3 Min. num. of days with data Swift fields XMM fields Table 1: Tallies of fields that were re-observed on multiple days by Swift and XMM. For both observatories, the maximum area per field with simultaneous X-ray and UV or optical data is Swift data are as of 13 May 2012 and XMM data are based on the 2XMM-DR3 catalog [11]. this amplify the impact of variability upon multiwavelength parameter measurements when nonsimultaneous data are combined. For example, an anti-correlation has been established between UV luminosity (L UV ) and α ox [e.g., 6]. We have shown that the scatter in this correlation is reduced by at least 20% when only simultaneous UV and X-ray data are used [12]. 1.2 Why Swift? The data archive of the Swift satellite is a unique resource for studies of multiwavelength variability. By default, Swift collects data simultaneously with the X-ray Telescope (XRT) and the Ultraviolet/Optical Telescope (UVOT). The availability of simultaneous data in these bands is critical, as these are the bands in which radio-quiet AGN vary most strongly. The XRT and UVOT have wide, co-aligned fields of view, providing nearly 300 sq. arcmin of overlapping area with each pointing. This large area provides opportunities to measure many serendipitous sources as well as the intended targets of each observation. As of 13 May 2012, the Swift archive included 667 sq. degrees of sky covered by both instruments with exposure times of at least 1 ks and 222 sq. degrees with at least 10 ks of exposure time. In addition, there are many fields with repeated observations, making it possible to measure variability on time scales ranging from hours to years. This includes 400 sq. degrees with data taken at least one day apart. XMM-Newton also offers simultaneous X-ray, UV and optical data. In contrast to Swift, which is in a 1.6 hour orbit and cannot observe any point in the sky for more than 40 min per orbit, XMM is capable of observing a single field continuously for more than a day, so it is better suited for measuring variability behavior on intraday timescales. However, for timescales of days to years, Swift provides unparalleled temporal coverage, with vastly more repeated fields and higher cadence monitoring (Table 1). 2. The catalog We are currently building a catalog of AGN with multiple multiwavelength observations in the Swift archive. The sample will be limited to spectroscopically-confirmed AGN with secure classifications, redshifts and means of estimating parameters such as their black hole masses (M BH ) and Eddington fractions (L/L Edd ). We will compile X-ray data and photometry from six UVOT filters. The catalog will include time-resolved flux values, upper limits for epochs with non-detections, spectral indices and hardness ratios, and estimates of the fluxes in fixed bands in the emitted frame. We anticipate having AGN in the final sample. This will include about 2000 SDSS QSOs from the SDSS-DR7, -DR9 and -DR10 quasar catalogs [10, 8, 9] and up to 2000 additional 3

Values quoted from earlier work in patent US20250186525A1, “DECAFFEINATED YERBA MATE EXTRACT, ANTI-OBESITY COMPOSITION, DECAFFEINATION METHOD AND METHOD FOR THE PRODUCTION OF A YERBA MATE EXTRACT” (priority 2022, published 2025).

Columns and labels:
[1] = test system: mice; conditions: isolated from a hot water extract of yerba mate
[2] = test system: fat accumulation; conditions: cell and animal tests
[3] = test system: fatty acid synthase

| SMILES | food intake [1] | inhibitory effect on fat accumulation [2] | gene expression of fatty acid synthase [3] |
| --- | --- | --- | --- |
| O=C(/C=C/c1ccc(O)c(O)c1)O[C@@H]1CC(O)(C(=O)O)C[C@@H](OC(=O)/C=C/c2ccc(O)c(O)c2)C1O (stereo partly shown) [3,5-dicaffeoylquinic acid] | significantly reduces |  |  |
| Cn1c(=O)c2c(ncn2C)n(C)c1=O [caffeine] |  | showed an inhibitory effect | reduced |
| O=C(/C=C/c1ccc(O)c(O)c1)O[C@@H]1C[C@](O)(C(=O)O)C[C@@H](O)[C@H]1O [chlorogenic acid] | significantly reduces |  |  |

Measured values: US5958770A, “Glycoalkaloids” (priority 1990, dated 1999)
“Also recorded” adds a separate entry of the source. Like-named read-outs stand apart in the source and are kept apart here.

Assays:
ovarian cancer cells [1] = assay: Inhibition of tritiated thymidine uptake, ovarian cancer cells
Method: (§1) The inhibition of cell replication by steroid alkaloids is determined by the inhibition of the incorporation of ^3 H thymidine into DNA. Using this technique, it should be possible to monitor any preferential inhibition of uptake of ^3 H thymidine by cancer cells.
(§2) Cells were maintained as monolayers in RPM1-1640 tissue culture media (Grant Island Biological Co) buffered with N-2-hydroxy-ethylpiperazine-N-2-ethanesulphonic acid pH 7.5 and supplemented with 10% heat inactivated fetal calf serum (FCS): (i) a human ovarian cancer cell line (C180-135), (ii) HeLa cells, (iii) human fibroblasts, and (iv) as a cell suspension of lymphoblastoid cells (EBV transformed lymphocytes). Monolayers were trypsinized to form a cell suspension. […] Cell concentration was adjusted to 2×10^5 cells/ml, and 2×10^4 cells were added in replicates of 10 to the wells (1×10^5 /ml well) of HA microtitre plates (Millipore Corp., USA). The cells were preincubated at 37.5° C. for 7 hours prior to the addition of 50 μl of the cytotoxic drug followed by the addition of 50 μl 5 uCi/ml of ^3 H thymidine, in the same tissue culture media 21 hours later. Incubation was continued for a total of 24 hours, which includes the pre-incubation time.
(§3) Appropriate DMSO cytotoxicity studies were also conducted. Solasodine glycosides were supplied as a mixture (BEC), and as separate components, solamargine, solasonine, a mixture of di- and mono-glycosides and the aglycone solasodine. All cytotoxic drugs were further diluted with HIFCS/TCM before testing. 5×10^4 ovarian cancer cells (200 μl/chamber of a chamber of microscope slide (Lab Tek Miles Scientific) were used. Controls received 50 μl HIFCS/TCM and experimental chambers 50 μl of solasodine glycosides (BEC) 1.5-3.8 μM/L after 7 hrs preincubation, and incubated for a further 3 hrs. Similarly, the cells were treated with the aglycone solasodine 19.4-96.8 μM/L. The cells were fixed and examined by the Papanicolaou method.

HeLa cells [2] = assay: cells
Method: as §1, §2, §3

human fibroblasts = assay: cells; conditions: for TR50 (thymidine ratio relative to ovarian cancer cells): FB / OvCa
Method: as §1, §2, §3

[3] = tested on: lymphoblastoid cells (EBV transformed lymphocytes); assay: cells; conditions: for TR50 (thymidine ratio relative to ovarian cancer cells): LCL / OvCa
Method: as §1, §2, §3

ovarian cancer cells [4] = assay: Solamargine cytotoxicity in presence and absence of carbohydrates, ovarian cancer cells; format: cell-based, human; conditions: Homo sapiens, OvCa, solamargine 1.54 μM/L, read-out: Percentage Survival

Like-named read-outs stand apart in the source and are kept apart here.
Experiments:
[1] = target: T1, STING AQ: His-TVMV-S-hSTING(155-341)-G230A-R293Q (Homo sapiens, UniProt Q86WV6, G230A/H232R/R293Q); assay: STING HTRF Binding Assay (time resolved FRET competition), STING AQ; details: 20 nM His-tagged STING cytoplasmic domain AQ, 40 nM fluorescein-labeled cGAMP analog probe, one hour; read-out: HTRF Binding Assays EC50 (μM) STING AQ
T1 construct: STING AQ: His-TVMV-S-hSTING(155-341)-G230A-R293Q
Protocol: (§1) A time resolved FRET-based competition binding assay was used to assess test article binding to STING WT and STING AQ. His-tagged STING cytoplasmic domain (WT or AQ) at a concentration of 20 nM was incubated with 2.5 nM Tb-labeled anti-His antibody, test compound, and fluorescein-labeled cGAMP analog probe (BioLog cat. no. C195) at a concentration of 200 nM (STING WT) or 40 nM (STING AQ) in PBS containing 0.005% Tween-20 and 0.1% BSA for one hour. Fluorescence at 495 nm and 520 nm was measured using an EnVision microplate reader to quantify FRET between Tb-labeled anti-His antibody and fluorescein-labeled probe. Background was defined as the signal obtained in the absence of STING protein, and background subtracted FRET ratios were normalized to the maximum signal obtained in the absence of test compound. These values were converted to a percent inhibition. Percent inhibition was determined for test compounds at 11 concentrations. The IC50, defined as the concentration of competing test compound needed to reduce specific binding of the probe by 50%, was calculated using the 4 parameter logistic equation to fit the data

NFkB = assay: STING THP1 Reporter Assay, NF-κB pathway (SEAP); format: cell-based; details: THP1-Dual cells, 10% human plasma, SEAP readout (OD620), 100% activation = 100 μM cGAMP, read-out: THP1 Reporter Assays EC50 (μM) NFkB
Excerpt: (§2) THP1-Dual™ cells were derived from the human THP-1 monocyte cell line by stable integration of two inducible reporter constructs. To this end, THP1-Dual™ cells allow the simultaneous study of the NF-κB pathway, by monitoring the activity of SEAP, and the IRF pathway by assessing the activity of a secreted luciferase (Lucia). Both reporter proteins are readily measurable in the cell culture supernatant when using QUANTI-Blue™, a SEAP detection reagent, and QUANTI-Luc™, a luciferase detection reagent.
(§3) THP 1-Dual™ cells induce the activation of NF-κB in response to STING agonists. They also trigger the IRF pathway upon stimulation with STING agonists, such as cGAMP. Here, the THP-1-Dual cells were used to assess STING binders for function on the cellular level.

4 AGN appearing in the literature. Of order 1000 of the sample members will be purely-random, serendipitously-observed sources. The sample will represent a broad range of intrinsic properties (such as luminosities, black hole masses and accretion rates) and will be large enough to subdivide by these parameters in order to assess how they affect the variability behavior. 3. Objectives The primary goals of this program may be summarized as follows: To build the largest catalog of AGN with simultaneous X-ray, optical and UV data. To use these data to obtain cleaner measurements of multiwavelength parameters, with which we will refine established correlations and test for new ones. To quantify the flux and spectral variability on timescales from hours to years, characterizing both individual objects and average behavior amongst subsamples defined by various intrinsic properties. For a limited number of AGN with both intensive monitoring and high signal-to-noise ratio data, we will put constraints on any correlated variability between the bands. Taken together, these efforts will quantify the strength and rate of incidence of spectral variability, produce improved estimates of AGN bolometric luminosities, and provide constraints on the geometry and properties of the emission region structures. Any relationships found between observed variability and intrinsic parameters should provide insight into the underlying processes. 4. Spurious UVOT light curve dips: a newly discovered calibration issue As a test case for our UVOT data processing scripts, we produced light curves for the AGN NGC 5548 [7, 3]. In Figure 2, we present a section of these light curves during which each observation included data in all six filters. A striking feature of these curves is a set of abrupt, short-lived flux dips. These apparent flux drops are (1) seen in simultaneous data across multiple filters; (2) strongest at short wavelengths (by up to 34% in UVW2, 22% in UVM2 and 17% in UVW1); (3) weak or absent in the optical bands; (4) found to exceed 10% in 4.5% of UVW2 measurements, 3.3% of UVM2, 1.0% of UVW1 and never in the optical filters; (5) sporadic, not periodic; and (6) not seen in the light curves of any field stars. Upon first inspection, the light curve dips look real. There are no obvious defects in the data (no image artifacts, elevated backgrounds, tracking errors, known bad pixels, etc.). Moreover, no other objects in the field are affected when the AGN dips. However, the short timescales are physically implausible (extreme examples include a 33% drop in 29 min and a 20% drop in just 19 min; in both instances, fluxes measured hours later were consistent with the levels before the drops). Additionally, no comparable dips are found in contemporaneous UV data from HST [2]. By comparing measured fluxes to neighboring points in the light curve, we have identified 85 dips [3]. Projecting these back into raw detector coordinates, we found that almost all are tightly clustered within a few small regions on the detector (Figure 3, left panel). It appears that these 4